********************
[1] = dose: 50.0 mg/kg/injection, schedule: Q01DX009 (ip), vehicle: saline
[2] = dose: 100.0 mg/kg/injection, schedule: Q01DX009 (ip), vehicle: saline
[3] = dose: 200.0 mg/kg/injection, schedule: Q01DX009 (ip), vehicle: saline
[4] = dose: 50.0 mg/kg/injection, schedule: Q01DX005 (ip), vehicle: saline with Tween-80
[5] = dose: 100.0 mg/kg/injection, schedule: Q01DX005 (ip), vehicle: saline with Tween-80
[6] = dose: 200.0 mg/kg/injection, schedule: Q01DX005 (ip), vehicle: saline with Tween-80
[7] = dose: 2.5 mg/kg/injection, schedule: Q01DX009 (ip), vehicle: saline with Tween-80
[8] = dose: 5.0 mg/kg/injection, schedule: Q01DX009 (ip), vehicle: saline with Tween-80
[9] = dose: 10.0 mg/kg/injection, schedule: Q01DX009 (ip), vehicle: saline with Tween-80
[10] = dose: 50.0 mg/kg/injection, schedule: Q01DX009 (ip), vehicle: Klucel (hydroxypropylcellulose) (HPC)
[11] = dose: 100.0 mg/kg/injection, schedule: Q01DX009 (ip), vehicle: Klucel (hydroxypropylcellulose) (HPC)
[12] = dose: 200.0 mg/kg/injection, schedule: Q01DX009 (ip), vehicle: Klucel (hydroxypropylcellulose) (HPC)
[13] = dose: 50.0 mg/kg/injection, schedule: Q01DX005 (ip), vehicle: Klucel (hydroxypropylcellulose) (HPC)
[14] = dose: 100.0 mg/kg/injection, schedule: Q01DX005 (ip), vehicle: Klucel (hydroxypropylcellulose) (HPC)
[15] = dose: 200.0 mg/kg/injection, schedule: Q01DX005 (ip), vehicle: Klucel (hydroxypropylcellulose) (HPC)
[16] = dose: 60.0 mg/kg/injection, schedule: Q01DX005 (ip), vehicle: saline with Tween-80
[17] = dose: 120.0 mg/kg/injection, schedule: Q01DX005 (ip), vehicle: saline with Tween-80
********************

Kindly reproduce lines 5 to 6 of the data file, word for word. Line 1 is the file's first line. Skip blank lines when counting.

[5] = dose: 100.0 mg/kg/injection, schedule: Q01DX005 (ip), vehicle: saline with Tween-80
[6] = dose: 200.0 mg/kg/injection, schedule: Q01DX005 (ip), vehicle: saline with Tween-80